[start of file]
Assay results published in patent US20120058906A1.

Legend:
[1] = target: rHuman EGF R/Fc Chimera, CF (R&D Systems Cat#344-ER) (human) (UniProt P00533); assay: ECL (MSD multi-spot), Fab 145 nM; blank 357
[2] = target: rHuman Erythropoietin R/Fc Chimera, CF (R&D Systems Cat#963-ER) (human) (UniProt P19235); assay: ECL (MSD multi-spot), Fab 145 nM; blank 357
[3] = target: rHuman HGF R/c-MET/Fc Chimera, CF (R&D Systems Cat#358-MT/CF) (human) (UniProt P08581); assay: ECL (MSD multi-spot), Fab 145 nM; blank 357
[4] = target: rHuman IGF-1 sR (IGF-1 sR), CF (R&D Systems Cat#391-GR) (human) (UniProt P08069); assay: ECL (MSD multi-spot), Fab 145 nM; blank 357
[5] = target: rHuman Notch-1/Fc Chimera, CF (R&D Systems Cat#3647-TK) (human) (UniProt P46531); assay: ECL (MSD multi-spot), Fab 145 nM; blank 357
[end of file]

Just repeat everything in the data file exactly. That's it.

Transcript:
Assay results published in patent US20120058906A1.

Legend:
[1] = target: rHuman EGF R/Fc Chimera, CF (R&D Systems Cat#344-ER) (human) (UniProt P00533); assay: ECL (MSD multi-spot), Fab 145 nM; blank 357
[2] = target: rHuman Erythropoietin R/Fc Chimera, CF (R&D Systems Cat#963-ER) (human) (UniProt P19235); assay: ECL (MSD multi-spot), Fab 145 nM; blank 357
[3] = target: rHuman HGF R/c-MET/Fc Chimera, CF (R&D Systems Cat#358-MT/CF) (human) (UniProt P08581); assay: ECL (MSD multi-spot), Fab 145 nM; blank 357
[4] = target: rHuman IGF-1 sR (IGF-1 sR), CF (R&D Systems Cat#391-GR) (human) (UniProt P08069); assay: ECL (MSD multi-spot), Fab 145 nM; blank 357
[5] = target: rHuman Notch-1/Fc Chimera, CF (R&D Systems Cat#3647-TK) (human) (UniProt P46531); assay: ECL (MSD multi-spot), Fab 145 nM; blank 357